God bless everyone, except.......................
  11. Jim Patrick Active Member

    Ok, can we please get back to posting regular thoughts now? Please? This has gone wayyyyy overboard. Once upon a time (about 49 replies and a wopping 3,123 views!) there was this really nice looking figure coming out sculpted by Alan Ball and released by Military Miniatures Warehouse. Anyone remember that? OK, I'm sure we do.....points have been made as well as counter points. The prverbial "dead horse" is almost rubber guys (if that offends you, my e mail is listed here, complain there!). I honestly can see both sides of the coin so........let's see if I can start something towards getting us back on track...........eh hummmm.........

    I really like the figure and, as Dave mentioned wayyyyy back on page 2, the likeness is fantastic. Unless John start casting white metal (which I doubt), the button issue should be a relatively easy fix. I hear and understand Dani, some people expect more from a historical figure. That's ok with me, I just don't mind fixing it....sides, then I made it "my" figure more so than any others out there. This figure also should be a nice time for us painters to work on those blues, a tough color for a lot of us here to paint. Another item "lost" in the process is it's 75mm. This will really allow me to put that much more detail in.....my quickly becoming favorite scale. It's also from a VERY overlooked era of U.S. History as well as the figure industry. Now if John would only do a figure from the Regiment of Mounted Rifleman for all us "Brave Rifles" out there. Seriously (just in case my previous comments were lost), with the way the likeness of 'ole Bobby Lee came out, I would really like to see Alan sculpt a during and after Civil War figure. Or what about T.J. Jackson? I'd be willing to give up my next born for that one in 75mm! (just kidding)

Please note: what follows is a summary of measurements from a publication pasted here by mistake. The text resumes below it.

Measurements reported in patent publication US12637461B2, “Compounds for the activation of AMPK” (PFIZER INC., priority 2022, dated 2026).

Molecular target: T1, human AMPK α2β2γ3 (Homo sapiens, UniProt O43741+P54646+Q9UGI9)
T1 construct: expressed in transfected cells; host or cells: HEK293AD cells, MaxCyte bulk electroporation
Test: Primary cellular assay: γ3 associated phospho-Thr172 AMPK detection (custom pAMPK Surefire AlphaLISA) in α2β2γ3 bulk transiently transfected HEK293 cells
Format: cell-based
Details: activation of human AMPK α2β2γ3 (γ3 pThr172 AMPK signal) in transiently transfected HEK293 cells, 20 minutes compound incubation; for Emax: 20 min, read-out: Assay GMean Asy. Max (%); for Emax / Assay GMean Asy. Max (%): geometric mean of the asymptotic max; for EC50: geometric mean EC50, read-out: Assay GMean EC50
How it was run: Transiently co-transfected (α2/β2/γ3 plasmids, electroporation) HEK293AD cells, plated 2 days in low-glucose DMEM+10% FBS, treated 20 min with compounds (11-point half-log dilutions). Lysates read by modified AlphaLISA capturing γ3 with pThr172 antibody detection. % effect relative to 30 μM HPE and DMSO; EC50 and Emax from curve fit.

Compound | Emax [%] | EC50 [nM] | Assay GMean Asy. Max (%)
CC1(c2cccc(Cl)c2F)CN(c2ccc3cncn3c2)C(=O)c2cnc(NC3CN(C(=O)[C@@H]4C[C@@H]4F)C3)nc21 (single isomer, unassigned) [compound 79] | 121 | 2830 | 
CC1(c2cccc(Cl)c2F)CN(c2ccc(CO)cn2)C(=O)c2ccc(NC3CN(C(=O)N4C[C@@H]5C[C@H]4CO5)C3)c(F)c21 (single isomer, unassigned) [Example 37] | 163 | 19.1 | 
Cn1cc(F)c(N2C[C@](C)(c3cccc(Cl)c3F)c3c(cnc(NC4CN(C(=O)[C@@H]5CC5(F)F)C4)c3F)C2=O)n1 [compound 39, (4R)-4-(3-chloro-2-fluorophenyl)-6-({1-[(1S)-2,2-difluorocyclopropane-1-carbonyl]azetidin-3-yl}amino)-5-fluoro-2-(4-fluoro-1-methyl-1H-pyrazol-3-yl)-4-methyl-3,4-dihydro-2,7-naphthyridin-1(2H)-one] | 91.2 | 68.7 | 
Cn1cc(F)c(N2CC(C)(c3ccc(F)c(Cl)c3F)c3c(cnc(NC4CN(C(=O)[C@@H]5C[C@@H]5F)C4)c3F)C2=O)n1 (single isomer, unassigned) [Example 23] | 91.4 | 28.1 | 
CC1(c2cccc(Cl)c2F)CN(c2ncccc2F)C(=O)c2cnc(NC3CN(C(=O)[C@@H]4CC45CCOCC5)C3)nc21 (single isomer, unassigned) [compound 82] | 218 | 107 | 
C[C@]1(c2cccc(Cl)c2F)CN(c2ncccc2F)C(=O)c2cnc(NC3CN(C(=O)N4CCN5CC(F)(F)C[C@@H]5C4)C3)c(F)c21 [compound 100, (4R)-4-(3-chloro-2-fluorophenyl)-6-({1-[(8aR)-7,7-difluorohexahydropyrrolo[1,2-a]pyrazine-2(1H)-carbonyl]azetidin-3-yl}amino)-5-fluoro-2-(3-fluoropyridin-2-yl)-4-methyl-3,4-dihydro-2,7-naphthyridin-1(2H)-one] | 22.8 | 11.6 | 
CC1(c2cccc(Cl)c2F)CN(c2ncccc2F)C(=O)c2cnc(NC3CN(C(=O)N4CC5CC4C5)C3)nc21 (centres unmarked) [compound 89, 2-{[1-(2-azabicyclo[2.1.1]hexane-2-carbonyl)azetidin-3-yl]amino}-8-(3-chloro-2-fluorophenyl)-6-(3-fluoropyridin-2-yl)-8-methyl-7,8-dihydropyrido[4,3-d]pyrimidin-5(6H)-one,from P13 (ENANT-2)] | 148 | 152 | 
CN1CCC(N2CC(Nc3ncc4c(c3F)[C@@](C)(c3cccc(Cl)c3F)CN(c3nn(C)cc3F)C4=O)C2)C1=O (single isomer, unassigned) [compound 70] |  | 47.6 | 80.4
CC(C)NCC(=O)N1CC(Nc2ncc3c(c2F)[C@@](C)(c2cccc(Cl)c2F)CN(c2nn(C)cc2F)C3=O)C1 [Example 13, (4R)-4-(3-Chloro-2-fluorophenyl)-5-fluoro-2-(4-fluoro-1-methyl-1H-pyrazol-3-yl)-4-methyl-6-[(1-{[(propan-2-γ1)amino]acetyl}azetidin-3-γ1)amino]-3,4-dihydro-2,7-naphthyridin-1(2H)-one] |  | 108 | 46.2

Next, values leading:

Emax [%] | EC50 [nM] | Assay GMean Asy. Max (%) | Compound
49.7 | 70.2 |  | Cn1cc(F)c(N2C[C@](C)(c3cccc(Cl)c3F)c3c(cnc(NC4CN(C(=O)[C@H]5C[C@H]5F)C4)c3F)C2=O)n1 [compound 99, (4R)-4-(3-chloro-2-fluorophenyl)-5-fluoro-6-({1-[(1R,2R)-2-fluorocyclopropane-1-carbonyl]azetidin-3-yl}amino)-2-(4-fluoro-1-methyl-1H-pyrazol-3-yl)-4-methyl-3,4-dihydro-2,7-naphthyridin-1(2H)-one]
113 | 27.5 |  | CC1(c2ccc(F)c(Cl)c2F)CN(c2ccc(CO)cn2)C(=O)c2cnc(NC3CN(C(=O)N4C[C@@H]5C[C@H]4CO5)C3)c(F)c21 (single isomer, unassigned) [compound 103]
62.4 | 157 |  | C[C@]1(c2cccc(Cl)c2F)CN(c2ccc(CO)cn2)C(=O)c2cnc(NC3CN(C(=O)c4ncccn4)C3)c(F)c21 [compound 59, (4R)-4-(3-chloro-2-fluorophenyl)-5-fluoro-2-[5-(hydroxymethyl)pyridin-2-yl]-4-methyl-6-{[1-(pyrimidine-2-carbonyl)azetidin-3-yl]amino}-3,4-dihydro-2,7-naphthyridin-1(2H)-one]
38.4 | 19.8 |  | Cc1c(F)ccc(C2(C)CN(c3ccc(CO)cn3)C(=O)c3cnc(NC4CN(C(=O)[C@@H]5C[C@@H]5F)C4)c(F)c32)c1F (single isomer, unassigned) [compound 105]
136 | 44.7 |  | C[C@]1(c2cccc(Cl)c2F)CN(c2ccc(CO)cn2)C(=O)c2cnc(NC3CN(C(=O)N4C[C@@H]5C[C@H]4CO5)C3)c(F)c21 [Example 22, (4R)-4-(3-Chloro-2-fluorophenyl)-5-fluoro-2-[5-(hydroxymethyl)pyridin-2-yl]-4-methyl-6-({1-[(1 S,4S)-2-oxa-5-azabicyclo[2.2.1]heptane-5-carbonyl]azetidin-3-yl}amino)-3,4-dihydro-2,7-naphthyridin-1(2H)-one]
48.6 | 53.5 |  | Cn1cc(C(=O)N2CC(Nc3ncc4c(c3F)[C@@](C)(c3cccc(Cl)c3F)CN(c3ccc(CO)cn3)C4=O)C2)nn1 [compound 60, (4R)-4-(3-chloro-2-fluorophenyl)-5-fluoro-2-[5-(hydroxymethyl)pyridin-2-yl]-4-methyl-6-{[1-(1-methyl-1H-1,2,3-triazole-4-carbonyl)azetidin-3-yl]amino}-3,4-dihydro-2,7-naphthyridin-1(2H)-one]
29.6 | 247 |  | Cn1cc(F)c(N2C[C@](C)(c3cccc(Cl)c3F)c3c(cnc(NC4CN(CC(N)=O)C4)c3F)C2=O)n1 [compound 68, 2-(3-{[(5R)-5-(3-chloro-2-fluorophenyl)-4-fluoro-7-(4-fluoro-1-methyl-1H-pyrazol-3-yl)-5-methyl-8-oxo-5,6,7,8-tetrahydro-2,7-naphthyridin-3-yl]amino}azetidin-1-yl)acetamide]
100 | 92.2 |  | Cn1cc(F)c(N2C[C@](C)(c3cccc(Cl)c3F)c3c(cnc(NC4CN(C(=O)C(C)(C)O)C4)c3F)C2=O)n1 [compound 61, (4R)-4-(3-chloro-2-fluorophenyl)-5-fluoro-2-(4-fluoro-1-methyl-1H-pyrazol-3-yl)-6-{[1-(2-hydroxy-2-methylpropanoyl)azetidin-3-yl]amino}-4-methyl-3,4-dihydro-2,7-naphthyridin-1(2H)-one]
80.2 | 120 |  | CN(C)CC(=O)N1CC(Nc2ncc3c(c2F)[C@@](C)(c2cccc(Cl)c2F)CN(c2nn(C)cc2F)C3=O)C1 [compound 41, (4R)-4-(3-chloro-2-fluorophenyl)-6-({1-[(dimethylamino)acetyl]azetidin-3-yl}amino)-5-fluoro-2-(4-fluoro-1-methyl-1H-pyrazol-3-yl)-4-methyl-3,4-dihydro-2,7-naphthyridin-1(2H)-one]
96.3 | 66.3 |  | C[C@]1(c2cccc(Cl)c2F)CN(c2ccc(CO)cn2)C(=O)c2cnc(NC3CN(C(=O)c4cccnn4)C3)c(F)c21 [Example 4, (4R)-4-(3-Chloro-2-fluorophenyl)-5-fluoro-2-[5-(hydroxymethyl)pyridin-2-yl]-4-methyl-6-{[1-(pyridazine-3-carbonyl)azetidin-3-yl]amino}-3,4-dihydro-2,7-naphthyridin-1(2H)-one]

Jim Patrick
  12. GARD9 Member

    Amen Brother Jim!
    It is indeed a 75mm piece. That is a big plus for these tired old eyes.
    I too would love to see more releases in 75mm and TJ Jackson would be
    high on my list.
  13. Major_Goose Well-Known Member

    Leaving aside the previous talk on accuracy and the rest , i would like to say that in my knowledge (at least from some manufacturers) the 75mm in the coming years will be veryvery popular as they combine per4fect size for detailing and pretty mnuch lower price than a 90mm. So the size is a big advantage here
  14. Robert Dominick Member


    The figure looks great!


    As usual, you do fantastic work!